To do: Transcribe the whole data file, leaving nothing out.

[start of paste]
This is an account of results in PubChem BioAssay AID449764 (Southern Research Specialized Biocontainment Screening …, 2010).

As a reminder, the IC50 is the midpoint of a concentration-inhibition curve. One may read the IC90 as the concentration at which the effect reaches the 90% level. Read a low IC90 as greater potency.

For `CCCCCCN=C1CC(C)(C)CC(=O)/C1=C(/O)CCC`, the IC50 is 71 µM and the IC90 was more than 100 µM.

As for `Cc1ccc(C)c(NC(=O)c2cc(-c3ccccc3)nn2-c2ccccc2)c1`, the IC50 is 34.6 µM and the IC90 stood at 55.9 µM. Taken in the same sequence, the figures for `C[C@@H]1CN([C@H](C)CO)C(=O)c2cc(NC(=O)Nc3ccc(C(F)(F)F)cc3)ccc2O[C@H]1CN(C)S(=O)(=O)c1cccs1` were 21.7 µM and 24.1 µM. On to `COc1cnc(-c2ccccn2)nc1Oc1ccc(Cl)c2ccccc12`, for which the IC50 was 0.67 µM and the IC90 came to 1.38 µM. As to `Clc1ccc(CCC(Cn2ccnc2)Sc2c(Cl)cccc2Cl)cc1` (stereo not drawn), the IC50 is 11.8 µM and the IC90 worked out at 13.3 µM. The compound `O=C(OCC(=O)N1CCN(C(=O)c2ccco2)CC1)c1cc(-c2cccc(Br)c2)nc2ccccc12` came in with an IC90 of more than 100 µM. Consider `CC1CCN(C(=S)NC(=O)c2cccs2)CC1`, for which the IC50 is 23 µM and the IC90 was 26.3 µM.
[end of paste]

This is an account of results in PubChem BioAssay AID449764 (Southern Research Specialized Biocontainment Screening …, 2010).

As a reminder, the IC50 is the midpoint of a concentration-inhibition curve. One may read the IC90 as the concentration at which the effect reaches the 90% level. Read a low IC90 as greater potency.

For `CCCCCCN=C1CC(C)(C)CC(=O)/C1=C(/O)CCC`, the IC50 is 71 µM and the IC90 was more than 100 µM.

As for `Cc1ccc(C)c(NC(=O)c2cc(-c3ccccc3)nn2-c2ccccc2)c1`, the IC50 is 34.6 µM and the IC90 stood at 55.9 µM. Taken in the same sequence, the figures for `C[C@@H]1CN([C@H](C)CO)C(=O)c2cc(NC(=O)Nc3ccc(C(F)(F)F)cc3)ccc2O[C@H]1CN(C)S(=O)(=O)c1cccs1` were 21.7 µM and 24.1 µM. On to `COc1cnc(-c2ccccn2)nc1Oc1ccc(Cl)c2ccccc12`, for which the IC50 was 0.67 µM and the IC90 came to 1.38 µM. As to `Clc1ccc(CCC(Cn2ccnc2)Sc2c(Cl)cccc2Cl)cc1` (stereo not drawn), the IC50 is 11.8 µM and the IC90 worked out at 13.3 µM. The compound `O=C(OCC(=O)N1CCN(C(=O)c2ccco2)CC1)c1cc(-c2cccc(Br)c2)nc2ccccc12` came in with an IC90 of more than 100 µM. Consider `CC1CCN(C(=S)NC(=O)c2cccs2)CC1`, for which the IC50 is 23 µM and the IC90 was 26.3 µM.